We’ve said it before: we love space. Because of that, we’ve done everything from rounding up the best activities for space-loving kids to interviewing an actual rocket scientist. However, a lot of what we know about space we owe to organizations like NASA, a supporter of keeping our children’s imagination and curiosity alive through space discovery.
In light of recent news about NASA featuring Marvel’s Guardians of the Galaxy’s beloved characters Groot and Rocket Raccoon on its newest mission patch, we got to thinking: how did NASA mission patches even get started?
American mission patches originated only shortly after NASA itself did. Based on shoulder patches U.S. Air Force pilots wore, space patches were originally made for individual space missions. Many attribute Gordon Cooper, U.S. Air Force pilot and aeronautical engineer, as the man who started the mission patch trend for the Gemini 5 flight in 1965. Since that day, many major NASA missions have had unique patches.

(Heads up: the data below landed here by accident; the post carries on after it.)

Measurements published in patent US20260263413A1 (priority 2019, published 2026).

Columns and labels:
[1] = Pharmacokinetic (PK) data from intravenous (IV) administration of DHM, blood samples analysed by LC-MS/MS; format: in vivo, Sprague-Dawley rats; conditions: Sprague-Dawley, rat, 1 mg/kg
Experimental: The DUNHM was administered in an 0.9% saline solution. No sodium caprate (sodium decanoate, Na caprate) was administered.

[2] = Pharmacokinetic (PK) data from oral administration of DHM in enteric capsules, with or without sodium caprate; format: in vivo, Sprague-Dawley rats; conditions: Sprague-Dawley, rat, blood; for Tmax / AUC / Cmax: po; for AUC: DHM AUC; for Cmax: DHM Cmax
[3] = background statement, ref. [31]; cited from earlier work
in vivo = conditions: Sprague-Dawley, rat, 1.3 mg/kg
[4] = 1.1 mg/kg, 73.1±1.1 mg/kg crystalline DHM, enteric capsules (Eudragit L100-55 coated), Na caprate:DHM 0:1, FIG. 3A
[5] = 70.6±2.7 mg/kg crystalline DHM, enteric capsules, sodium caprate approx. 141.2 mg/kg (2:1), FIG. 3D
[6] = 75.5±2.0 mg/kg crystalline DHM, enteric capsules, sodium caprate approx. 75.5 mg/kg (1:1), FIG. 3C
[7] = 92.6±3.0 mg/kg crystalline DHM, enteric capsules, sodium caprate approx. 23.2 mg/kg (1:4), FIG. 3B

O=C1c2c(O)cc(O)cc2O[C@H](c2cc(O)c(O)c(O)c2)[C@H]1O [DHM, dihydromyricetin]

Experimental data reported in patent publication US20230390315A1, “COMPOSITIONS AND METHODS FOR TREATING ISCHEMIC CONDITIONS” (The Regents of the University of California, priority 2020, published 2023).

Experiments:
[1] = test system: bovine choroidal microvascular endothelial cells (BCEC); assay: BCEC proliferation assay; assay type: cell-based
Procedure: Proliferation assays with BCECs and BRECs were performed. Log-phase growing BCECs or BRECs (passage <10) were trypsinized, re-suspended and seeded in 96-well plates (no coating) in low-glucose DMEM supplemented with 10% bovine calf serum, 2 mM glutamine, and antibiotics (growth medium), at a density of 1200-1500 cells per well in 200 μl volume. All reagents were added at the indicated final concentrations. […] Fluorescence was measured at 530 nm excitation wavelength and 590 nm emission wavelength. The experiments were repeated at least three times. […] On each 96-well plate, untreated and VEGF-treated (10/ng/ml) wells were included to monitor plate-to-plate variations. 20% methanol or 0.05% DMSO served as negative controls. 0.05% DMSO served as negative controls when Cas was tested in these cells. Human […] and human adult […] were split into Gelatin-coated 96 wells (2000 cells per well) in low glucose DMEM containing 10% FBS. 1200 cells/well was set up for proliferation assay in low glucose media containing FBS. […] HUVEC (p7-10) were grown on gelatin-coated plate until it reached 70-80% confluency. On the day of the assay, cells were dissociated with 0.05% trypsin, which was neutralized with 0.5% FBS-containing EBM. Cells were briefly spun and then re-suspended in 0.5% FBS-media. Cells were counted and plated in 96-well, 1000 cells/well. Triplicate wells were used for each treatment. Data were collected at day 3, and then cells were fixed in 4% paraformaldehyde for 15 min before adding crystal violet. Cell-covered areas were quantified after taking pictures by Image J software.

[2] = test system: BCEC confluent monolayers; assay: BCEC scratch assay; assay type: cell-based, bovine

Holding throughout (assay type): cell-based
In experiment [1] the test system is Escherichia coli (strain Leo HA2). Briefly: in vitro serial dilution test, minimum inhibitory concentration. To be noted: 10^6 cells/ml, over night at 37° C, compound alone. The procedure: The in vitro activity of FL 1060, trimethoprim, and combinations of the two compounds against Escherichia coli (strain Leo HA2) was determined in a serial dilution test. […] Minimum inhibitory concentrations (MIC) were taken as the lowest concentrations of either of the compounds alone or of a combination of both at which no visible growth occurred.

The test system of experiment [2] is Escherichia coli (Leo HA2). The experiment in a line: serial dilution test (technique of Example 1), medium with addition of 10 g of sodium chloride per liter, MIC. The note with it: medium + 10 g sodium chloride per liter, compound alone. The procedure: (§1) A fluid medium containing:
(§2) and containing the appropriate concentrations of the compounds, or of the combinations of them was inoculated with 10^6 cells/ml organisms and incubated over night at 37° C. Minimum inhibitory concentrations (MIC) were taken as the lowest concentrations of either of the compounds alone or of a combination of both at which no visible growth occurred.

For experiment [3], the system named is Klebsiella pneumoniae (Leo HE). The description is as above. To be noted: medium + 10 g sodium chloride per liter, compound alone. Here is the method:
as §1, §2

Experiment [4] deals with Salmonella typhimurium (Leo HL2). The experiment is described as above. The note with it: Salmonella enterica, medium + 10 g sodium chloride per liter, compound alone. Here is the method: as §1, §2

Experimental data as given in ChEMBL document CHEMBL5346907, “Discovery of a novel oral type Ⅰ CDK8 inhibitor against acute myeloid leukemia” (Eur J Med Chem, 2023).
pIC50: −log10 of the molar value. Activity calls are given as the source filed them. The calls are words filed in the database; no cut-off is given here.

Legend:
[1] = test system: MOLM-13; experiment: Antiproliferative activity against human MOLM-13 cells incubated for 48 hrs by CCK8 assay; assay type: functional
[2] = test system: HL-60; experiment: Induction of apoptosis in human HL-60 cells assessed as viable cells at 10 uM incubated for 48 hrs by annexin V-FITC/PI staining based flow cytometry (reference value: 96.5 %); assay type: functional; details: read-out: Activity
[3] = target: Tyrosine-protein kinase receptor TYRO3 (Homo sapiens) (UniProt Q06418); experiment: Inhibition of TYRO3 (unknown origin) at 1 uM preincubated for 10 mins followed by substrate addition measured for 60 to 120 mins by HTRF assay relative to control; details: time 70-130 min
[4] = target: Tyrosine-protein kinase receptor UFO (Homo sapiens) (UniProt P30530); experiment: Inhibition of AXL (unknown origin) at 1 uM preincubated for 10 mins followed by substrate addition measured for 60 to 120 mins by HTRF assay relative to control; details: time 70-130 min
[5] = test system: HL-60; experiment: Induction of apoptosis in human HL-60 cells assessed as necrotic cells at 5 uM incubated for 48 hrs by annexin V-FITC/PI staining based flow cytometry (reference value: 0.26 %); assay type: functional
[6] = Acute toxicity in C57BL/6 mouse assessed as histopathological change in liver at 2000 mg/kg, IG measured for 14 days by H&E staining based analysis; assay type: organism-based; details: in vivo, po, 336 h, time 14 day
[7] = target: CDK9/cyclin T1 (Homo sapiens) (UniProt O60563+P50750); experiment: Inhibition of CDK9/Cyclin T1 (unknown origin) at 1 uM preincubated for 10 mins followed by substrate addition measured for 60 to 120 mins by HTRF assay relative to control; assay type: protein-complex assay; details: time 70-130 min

Bearing the logo, “8 Days Or Bust,” the Gemini 5 patch went on to create a legacy of iconic mission patches. Since then, NASA has created dozens of patches, some of which play to the trends in America at the time, such as Apollo 12’s use of a golden ship to represent the Golden Age of exploration on the final frontier.
Groot and Rocket Raccoon aren’t the first pop culture icons to be placed on a mission patch, either. A 2003 Mars Rover patch cleverly featured Marvin Martian on its patch, and a Teenage Mutant Ninja Turtles patch even exists.
I mean, what more could you want on a mission patch?
In case NASA wasn’t awesome enough, this seals the deal.
If you could design a mission patch, what would you put on it? Let us know in the comments!